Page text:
One can become more creative, and begin to add a number to itself say three or four or five times.
1 + 1 + 1 = 3
1 + 1 + 1 + 1 = 4
2 + 2 + 2 = 6
3 + 3 + 3 + 3 = 12
Etc., etc., etc..
And, instead of writing this with three 1’s or four 1’s or three 2’s or four 3’s, shorthand notation can be developed.
1 x 3 = 3
1 x 4 = 4
2 x 3 = 6
3 x 4 = 12
So, one introduces a different symbol, namely an “x” to indicate the number of times one is added to itself. Notice how this new symbol is still defined in terms of the old operation of addition. It means “adding” a number to itself so many times.
Creativity does not have to stop. If we can add one to another, then what happens if we take something away. We had three sheep, sold one, and now are left with two. This is the opposite of addition, and we can give it the symbolization of “-“(1) and call it subtraction. Again, one can develop charts of subtraction, just as with addition and multiplication. Likewise, just as one can reverse addition by removing something, so one can reverse multiplication by removing a number so many number of times. So, just as one can add 2 to itself four times to get 8, so one can remove 2 from 8 four times. This of course, is division.
Creatively constructing a viewpoint by introducing new symbols such as subtraction, multiplication and division, is what Lonergan calls a homogenous expansion. One has introduced new symbols relating numbers, but notice how everything is still thought of in terms of addition. Subtraction is the reverse of addition. Multiplication is the addition of a number to itself so many number of times. Division is the reverse of that. And if one wishes to add powers and roots, they likewise can be defined in terms of addition. A power is the multiplication of number by itself so many number of times. Thus to define this in terms of addition, let the number that is powered equal y, and the power equal z. Thus, the answer is defined as the number, y, which has been added to itself y number of times, thus forming a group, a group which in turn is added to itself again y number of times, and repeating this formation of groups z-1 number of times. This can be illustrated with 3 to the power of 4. 3 to the power of 4 is the same as 3 x 3 x 3 x 3. The first group arises by converting 3 x 3 into 3 + 3 + 3. This group is then added to itself 3 times in order to get the equivalent of 3 x 3 x 3. This results in a second group that can be written as [(3 + 3 + 3) + (3 + 3 + 3) + (3 + 3 + 3)]. Finally, take this second group and add it three times to itself. The final answer comprises this third group, which can be written as
[(3+3+3) + (3+3+3) + (3+3+3)] + [(3+3+3) + (3+3+3) + (3+3+3)] + [(3+3+3) + (3+3+3) + (3+3+3)] = 81
A “root” is the reverse of this procedure. So, the 4th root of 81 requires breaking down the 81 into three groups, where the basic group, which when discussing powers was called the first group, is comprised of a number that has been added to itself its own number of times. This number is the answer. So, even powers and roots can be thought of in terms of addition.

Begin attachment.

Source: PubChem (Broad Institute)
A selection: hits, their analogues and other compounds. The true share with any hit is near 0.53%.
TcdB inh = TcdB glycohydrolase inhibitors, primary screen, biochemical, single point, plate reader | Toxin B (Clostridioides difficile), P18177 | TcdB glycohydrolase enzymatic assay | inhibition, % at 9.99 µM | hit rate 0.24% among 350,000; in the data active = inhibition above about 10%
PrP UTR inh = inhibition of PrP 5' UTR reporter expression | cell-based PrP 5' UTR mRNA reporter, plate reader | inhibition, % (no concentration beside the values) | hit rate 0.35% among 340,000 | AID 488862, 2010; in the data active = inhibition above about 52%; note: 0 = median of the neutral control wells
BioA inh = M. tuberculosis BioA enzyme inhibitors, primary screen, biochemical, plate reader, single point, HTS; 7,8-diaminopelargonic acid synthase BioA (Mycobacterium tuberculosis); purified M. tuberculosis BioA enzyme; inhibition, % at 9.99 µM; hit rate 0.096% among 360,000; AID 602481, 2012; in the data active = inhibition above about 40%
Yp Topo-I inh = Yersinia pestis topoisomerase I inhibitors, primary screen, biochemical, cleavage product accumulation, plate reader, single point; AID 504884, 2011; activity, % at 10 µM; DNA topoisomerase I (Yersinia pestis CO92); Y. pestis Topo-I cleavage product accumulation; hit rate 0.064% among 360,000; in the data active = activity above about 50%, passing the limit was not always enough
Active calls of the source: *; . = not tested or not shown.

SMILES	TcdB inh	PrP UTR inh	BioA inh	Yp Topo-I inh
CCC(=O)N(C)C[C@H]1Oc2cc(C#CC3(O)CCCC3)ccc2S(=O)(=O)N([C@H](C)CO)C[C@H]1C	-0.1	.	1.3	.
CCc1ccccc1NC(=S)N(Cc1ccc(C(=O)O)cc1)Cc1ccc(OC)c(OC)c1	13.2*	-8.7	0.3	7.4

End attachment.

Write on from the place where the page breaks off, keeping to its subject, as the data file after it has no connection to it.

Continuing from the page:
II. Algebra: The Higher Viewpoint ( a vertical expansion in mathematics)
The homogeneous expansion of arithmetic has not introduced any new rules. One can define each of the new operations in terms of addition (or the reverse of addition). New rules are only introduced when one starts “observing” patterns in arithmetic, and doing this initiates algebra (Lonergan notes that the image which leads to algebra is the doing of arithmetic). What does this mean? Lonergan notes that this “turn of question” that lead to the discovery of patterns in arithmetic occurred because of questions such as;
What happens when one subtracts more than one had?
Or what happens when division leads to fractions?
Or roots to surds?
Each of these refers to various problems that emerge in the homogenous expansion. Their answer lies in grasping patterns. Questions emerge which ask, what, in general, happens when one subtracts numbers, or adds numbers, or divides numbers, or adds powered numbers, etc.? Today, these initial patterns are given such names as commutative, distributive, and associative properties. Let us illustrate these laws.
A simple pattern is adding a number to zero.
1 + 0 = 1
2 + 0 = 2
3 + 0 = 3
4 + 0 = 4
5 + 0 = 5
6 + 0 = 6
etc., etc., etc..
The etc., etc., etc., again is introduced to gain the insight. A number added to zero results in an answer that is that number. This can be symbolized by creating a symbol that represents a number (or in other words, a variable). Let that symbol be “A.” Below is the formulation of this pattern,
A + 0 = A
Another example is the multiplication of a number by 1.
1 x 1 = 1
2 x 1 = 2
3 x 1 = 3
4 x 1 = 4
5 x 1 = 5
etc., etc., etc..
If one recognizes the pattern, then one notices that a number multiplied by one, gives the number. Hence, this insight can be symbolized.
A x 1 = A
The same is true with the various laws or properties (as they are actually called) mentioned earlier. The commutative property of addition states that A + B = B + A. The commutative property of multiplication states that A x B = B x A. The associative property states that (A + B) + C = A + (B + C). The parenthesis means add these numbers first. The associative property of multiplication states that (A x B) x C = A x (B x C). As an exercise right now, try expressing these patterns using actual numbers and the “etc., etc., etc.” as I did above.